Solidarity on women issues

Community News & Features Mar 9, 2018 at 4:27 pm

IWD_01International Women’s Day in Toronto

By Ysh Cabana
The Philippine Reporter

TORONTO–“Abante, babae, palaban militante!”

Pinays chanted with other migrants, Blacks, Muslims, transgender, indigenous people and other groups to celebrate International Women’s Day (IWD) on March 3.
“Women and children are most affected by displacement, loss of livelihood and health problems,” said Mithi Esguerra, chairperson of Ontario chapter of the militant Filipina women’s group Gabriela. “That’s why we are marching.”

Esguerra is one of the thousands of people who took to the streets en masse to reaffirm their commitment for gender parity and liberation.

Officially observed on March 8th, this year’s march is ahead of the 40th anniversary of IWD in Toronto. It was a particularly meaningful event to women and allies beginning with a rally at OISE on Bloor Street. Speakers highlighted the struggles of women at home and abroad.

Maria Magdalena Arce shared the status of women affected by Canadian mining injustices in Latin America and the Caribbean region.

IWD_04Inaj Abalajon, chairperson of Filipino youth group Anakbayan-Toronto, said it was an urgent chance to show solidarity to the Filipino folks who are in the frontlines for social and economic justice.

“When we talk about women in the margins, the most oppressed and exploited, and those are in Philippine society, peasant women and women workers. Even though these are the women experiencing the worst forms of exploitation. It’s also in these sectors where the organizing is strong because it’s in their collective action women advance their socioolitical rights,” added Mithi Esguerra in a Radyo Migrante interview.

Young women also took up space at the Bloor-Bedford parkette and showed off their dance movement skills to the rhythm of Bangon na sa Rebolusyon, the theme song of One Billion Rising Philippines campaign to end rape and sexual violence.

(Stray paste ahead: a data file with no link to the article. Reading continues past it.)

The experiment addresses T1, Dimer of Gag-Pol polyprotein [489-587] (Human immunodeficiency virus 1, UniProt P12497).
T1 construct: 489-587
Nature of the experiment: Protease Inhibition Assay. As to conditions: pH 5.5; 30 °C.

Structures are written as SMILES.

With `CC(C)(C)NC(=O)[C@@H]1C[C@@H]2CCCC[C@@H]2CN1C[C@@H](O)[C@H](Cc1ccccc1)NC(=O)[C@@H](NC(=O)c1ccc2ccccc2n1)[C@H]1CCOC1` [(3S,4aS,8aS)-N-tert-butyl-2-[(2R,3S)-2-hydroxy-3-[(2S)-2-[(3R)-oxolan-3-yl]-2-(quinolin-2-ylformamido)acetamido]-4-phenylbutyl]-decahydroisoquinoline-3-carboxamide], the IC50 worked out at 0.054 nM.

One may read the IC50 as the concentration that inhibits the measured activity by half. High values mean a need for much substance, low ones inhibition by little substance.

There were wide-ranging messages with other people voicing out their concerns on racism, harassment, discrimination, affordable housing and universal healthcare, and equal pay.
According to the World Economic Forum, the gender gap won’t close until 2186. On IWD, women across the world come together to force the world to recognise these inequalities – while also celebrating the achievements of women who have overcome these barriers.

According to a 2017 report by the World Economic Forum, it could still take another 100 years before the global equality gap between men and women disappears entirely.
“What we want is to be part of society. We are fighting for liberation, liberation of women, liberation from gender violence that we’ve been hearing about everywhere,” said Judy Vashti-Persad, a member of IWD organizing committee.

IWD_05Justice for Tina Fontaine

Following the rally, marchers headed to Nathan Phillips Square to join the protest action calling for justice for Tina Fontaine, the fifteen year old indigenous girl who was found dead in Winnipeg in 2014. Her death was treated by police as homicide so the suspect was found not guilty last month.

Anna Liu, one of organizers of IWD 2018, said, “The whole issue around missing and murdered indigenous women is central to one of the key purposes of international women’s day: the fight for equality, stopping violence against women and basically the #MeToo movement that’s really exploded in the past year and a half.”

In 2017, women’s rights dominated the news, with a global reckoning on sexual misconduct rippling through industries. Following the outpouring of allegations against prominent men in power, the #MeToo movement gave a voice to women on the abuse and harassment they suffer in different fields.

With gender parity and liberation still a long way from being achieved, many are hoping the path to honor half of the world’s population will continue to spring forward.